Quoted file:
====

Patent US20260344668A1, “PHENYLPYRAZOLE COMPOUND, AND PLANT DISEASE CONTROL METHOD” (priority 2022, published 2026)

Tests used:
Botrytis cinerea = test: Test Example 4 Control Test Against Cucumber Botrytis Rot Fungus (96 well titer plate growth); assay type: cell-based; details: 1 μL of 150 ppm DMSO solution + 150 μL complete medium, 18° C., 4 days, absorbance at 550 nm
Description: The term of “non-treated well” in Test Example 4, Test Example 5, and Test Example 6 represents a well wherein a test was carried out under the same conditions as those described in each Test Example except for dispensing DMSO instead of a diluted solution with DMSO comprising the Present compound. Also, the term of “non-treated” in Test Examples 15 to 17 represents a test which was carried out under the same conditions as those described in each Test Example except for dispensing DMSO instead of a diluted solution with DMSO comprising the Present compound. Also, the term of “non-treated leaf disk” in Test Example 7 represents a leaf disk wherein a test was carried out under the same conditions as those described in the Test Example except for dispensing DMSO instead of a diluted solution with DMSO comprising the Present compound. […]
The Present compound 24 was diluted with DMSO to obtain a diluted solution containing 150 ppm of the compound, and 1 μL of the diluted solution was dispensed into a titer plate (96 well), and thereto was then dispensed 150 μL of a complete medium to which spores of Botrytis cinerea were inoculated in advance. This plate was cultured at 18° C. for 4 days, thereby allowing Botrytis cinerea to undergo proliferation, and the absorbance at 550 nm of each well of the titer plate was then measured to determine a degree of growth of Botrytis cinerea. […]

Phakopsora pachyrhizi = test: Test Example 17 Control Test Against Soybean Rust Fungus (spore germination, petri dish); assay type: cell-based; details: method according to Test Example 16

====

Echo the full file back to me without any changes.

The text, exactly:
Patent US20260344668A1, “PHENYLPYRAZOLE COMPOUND, AND PLANT DISEASE CONTROL METHOD” (priority 2022, published 2026)

Tests used:
Botrytis cinerea = test: Test Example 4 Control Test Against Cucumber Botrytis Rot Fungus (96 well titer plate growth); assay type: cell-based; details: 1 μL of 150 ppm DMSO solution + 150 μL complete medium, 18° C., 4 days, absorbance at 550 nm
Description: The term of “non-treated well” in Test Example 4, Test Example 5, and Test Example 6 represents a well wherein a test was carried out under the same conditions as those described in each Test Example except for dispensing DMSO instead of a diluted solution with DMSO comprising the Present compound. Also, the term of “non-treated” in Test Examples 15 to 17 represents a test which was carried out under the same conditions as those described in each Test Example except for dispensing DMSO instead of a diluted solution with DMSO comprising the Present compound. Also, the term of “non-treated leaf disk” in Test Example 7 represents a leaf disk wherein a test was carried out under the same conditions as those described in the Test Example except for dispensing DMSO instead of a diluted solution with DMSO comprising the Present compound. […]
The Present compound 24 was diluted with DMSO to obtain a diluted solution containing 150 ppm of the compound, and 1 μL of the diluted solution was dispensed into a titer plate (96 well), and thereto was then dispensed 150 μL of a complete medium to which spores of Botrytis cinerea were inoculated in advance. This plate was cultured at 18° C. for 4 days, thereby allowing Botrytis cinerea to undergo proliferation, and the absorbance at 550 nm of each well of the titer plate was then measured to determine a degree of growth of Botrytis cinerea. […]

Phakopsora pachyrhizi = test: Test Example 17 Control Test Against Soybean Rust Fungus (spore germination, petri dish); assay type: cell-based; details: method according to Test Example 16